• Exemption from tax on income distributed by a mutual fund located in an IFSC, if (i) such income is derived from transactions undertaken on a recognized stock exchange situated in an IFSC; (ii) all the units of such mutual fund are held by non-residents; and (iii) such mutual fund derives income solely in convertible foreign exchange.

The proposed amendments aim to provide a fillip to the development of IFSCs in India. Importantly, this opportunity provided to non-resident lenders to earn tax-free interest from moneys lent to units in an IFSC, shall incentivise the lenders to provide such units financing to set-up and expand their businesses. Additionally, exemption provided to Category III AIFs set up in an IFSC on transfer of certain securities should provide the necessary boost for the funds industry to set up shop in IFSCs. All in all, a welcome move!
No Free Lunches | Gift to Non-residents under Tax Net
Currently, under the IT Act, any sum of money or property received by a person (unless exempt), without consideration or for inadequate consideration, is taxable in the hands of the recipient and is a deemed gift tax of sorts.
It was noted in the explanatory memorandum to the Bill (Memorandum) that, receipts of money or property by persons outside India are claimed not to be taxable in India on the premise that such receipt of money or property does not accrue or arise in India (i.e. such receipt is not sourced in India).
The Bill proposes to tax any sum of money paid or property situated in India and received by a person outside India on or after 5 July 2019 from an Indian resident, deeming such receipt to be sourced in India.
The above is subject to relief, if any, under the tax treaty between India and the country of residence of the recipient and applicable exclusions under the current deemed gift tax provision.
This amendment is proposed to be effective FY 2019-20 onwards.
Pay Tax and Relax? Relaxing the Rigours of Withholding Tax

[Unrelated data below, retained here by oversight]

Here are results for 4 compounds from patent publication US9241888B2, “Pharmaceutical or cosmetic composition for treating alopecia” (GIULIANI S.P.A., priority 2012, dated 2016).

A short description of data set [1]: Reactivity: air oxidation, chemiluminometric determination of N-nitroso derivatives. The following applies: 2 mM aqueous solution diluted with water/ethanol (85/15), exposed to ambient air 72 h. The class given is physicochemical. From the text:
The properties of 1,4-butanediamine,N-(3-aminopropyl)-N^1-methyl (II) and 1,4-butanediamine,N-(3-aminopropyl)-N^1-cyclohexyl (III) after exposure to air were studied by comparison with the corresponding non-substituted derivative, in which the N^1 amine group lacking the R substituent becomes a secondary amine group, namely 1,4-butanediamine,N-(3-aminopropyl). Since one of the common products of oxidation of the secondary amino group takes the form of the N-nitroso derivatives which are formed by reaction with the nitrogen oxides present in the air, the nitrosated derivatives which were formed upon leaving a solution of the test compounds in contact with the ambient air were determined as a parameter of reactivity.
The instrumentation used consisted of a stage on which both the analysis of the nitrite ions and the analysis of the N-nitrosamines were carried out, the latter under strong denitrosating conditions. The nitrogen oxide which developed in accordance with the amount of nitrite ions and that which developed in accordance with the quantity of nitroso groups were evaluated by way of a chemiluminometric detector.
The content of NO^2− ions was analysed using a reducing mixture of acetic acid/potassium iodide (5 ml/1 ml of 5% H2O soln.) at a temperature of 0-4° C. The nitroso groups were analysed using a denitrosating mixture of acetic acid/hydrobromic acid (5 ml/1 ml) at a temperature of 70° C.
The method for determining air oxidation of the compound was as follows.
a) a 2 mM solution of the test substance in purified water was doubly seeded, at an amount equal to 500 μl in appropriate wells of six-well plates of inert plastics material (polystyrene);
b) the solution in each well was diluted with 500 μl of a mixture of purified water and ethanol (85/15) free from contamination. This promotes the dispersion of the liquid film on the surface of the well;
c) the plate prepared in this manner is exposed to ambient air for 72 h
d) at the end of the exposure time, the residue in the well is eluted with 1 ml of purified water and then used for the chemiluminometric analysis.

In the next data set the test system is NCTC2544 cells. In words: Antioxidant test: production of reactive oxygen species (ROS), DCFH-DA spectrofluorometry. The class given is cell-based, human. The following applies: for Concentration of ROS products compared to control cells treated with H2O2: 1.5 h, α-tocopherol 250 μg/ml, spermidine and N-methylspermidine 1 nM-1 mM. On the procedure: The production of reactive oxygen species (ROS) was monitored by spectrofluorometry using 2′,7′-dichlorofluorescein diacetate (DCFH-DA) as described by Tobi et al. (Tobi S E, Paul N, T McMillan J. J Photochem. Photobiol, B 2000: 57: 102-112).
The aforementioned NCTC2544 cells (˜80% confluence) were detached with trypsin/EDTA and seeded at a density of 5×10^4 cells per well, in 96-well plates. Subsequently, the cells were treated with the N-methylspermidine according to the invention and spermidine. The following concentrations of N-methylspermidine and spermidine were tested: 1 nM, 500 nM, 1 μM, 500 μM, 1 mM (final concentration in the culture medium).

Currently, under the IT Act any person making certain payments to a resident or non-resident is required to withhold tax and undertake related compliances. In case the applicable tax is not withheld, the payer is considered to be an ‘assessee in default’ pursuant to which the following consequences arise:

  • The tax authorities can recover the entire tax amount along with interest from the payer;
  • Penalty could also be levied by the tax authorities; and
  • The payer is not allowed tax deduction on such payment (30% of payment in case of resident payments) while computing its taxable income.

However, in case of payment to residents, the payer is not required to pay the aforesaid withholding tax if the resident payee offers such receipt when filing its return of income and pays income-tax thereon. Further, tax deduction for such payment which is otherwise not available to the payer on such amount (to the extent of 30%) is also allowed if the resident payee satisfies the above conditions. However, while there are judicial precedents in support of applying a similar principle in case of payments to non-residents, there is no express relief under the IT Act in this regard.
The Bill proposes to extend this relaxation from payment of withholding tax in relation to payments to non-residents as well, so long as the non-resident has offered such income when filing its tax return and has paid tax thereon. Consequent changes have also been proposed to allow for deduction of tax to the payer in case of such payment to a non-resident provided the non-resident undertakes the abovementioned compliances.
That said, as the amendment regarding exemption from payment of tax deduction at source is proposed to be effective from 1 September 2019 and the amendment regarding relaxation of tax deduction is proposed to be effective FY 2019-20 onwards, any anomaly arising therefrom would need to be carefully evaluated.
Beyond Borders | Assistance in Tax Recovery